The Coalition for Hemophilia B’s (www.hemob.org) mission is to make the quality of life the focal point of treatment for people with hemophilia B and their families through education, empowerment, advocacy, and outreach. For 30 years we have driven our mission through a family-oriented approach because hemophilia affects the whole family.
Hemophilia is a disorder in which the blood does not clot properly. The two most common types, hemophilia A and hemophilia B, are caused by defective or missing proteins that are part of the clotting system, also called the coagulation cascade. In hemophilia B, the defective or missing protein is called factor IX.
Hemophilia was originally thought to be a disorder that affects primarily males, but a significant number of females are now properly being diagnosed as having hemophilia. There are several other bleeding disorders, most caused by defects in or the absence of other proteins of the clotting system. The most common of these is von Willebrand disease. Most of the others are extremely rare.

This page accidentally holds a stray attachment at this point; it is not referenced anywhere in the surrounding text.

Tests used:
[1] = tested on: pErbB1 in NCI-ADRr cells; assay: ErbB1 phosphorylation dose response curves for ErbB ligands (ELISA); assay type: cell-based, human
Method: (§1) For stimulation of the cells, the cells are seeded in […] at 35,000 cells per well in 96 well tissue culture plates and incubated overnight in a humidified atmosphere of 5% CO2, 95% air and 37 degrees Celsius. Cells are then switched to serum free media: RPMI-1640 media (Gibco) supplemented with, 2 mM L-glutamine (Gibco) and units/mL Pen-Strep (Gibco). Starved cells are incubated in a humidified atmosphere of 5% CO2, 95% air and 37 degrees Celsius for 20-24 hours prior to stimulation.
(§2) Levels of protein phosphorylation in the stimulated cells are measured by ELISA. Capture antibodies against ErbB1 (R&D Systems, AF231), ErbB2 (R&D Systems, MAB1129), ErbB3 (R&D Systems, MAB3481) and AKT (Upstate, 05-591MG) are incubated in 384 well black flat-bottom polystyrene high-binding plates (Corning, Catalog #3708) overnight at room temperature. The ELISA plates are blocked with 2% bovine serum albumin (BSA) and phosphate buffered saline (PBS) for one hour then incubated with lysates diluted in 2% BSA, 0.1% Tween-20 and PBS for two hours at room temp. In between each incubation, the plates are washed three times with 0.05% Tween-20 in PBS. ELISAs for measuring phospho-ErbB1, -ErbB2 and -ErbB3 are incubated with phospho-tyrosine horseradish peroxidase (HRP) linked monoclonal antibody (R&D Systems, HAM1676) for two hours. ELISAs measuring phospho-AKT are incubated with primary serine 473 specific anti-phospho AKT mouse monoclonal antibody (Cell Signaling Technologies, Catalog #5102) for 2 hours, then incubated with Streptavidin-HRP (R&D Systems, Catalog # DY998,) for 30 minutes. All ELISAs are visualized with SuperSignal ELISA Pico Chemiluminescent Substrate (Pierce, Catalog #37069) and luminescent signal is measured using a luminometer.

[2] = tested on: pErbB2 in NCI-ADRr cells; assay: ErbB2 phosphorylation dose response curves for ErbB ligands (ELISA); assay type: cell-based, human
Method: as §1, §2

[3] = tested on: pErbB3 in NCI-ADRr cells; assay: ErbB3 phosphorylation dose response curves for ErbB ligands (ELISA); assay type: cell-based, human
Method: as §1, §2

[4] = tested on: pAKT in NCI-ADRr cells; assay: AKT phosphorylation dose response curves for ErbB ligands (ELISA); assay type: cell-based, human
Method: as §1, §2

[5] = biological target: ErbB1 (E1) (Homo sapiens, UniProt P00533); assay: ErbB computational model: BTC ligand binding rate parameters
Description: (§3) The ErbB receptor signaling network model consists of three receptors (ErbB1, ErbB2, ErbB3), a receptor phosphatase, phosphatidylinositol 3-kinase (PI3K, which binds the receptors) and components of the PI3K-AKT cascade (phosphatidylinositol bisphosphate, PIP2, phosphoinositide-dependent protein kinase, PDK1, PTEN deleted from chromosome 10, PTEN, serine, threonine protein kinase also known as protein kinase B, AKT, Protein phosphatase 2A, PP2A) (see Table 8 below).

There is no cure for hemophilia B or other bleeding disorders. They are treated primarily with replacement therapies, usually clotting factor, although many new therapies are in the late stages of development. The original clotting factor products were made primarily from human plasma, although today most patients use products made through recombinant technology. However, some patients still use plasma-derived therapies.
You can find the Coalition for Hemophilia B's blog here: www.facebook.com/HemophiliaB.
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